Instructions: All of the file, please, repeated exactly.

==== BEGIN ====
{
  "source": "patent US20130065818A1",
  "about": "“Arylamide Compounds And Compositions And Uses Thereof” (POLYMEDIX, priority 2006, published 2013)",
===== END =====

{
  "source": "patent US20130065818A1",
  "about": "“Arylamide Compounds And Compositions And Uses Thereof” (POLYMEDIX, priority 2006, published 2013)",